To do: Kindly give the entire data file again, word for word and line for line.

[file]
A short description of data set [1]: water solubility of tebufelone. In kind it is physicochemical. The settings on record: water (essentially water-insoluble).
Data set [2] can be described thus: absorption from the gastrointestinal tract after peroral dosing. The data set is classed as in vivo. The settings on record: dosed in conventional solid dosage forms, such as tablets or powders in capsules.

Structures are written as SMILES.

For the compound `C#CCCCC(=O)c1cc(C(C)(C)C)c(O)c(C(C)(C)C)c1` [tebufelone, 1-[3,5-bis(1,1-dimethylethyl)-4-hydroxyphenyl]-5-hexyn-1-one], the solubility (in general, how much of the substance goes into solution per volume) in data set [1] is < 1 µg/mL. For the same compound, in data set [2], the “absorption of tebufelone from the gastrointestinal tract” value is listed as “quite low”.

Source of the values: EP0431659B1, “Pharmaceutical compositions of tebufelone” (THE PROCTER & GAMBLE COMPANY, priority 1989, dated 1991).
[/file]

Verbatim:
A short description of data set [1]: water solubility of tebufelone. In kind it is physicochemical. The settings on record: water (essentially water-insoluble).
Data set [2] can be described thus: absorption from the gastrointestinal tract after peroral dosing. The data set is classed as in vivo. The settings on record: dosed in conventional solid dosage forms, such as tablets or powders in capsules.

Structures are written as SMILES.

For the compound `C#CCCCC(=O)c1cc(C(C)(C)C)c(O)c(C(C)(C)C)c1` [tebufelone, 1-[3,5-bis(1,1-dimethylethyl)-4-hydroxyphenyl]-5-hexyn-1-one], the solubility (in general, how much of the substance goes into solution per volume) in data set [1] is < 1 µg/mL. For the same compound, in data set [2], the “absorption of tebufelone from the gastrointestinal tract” value is listed as “quite low”.

Source of the values: EP0431659B1, “Pharmaceutical compositions of tebufelone” (THE PROCTER & GAMBLE COMPANY, priority 1989, dated 1991).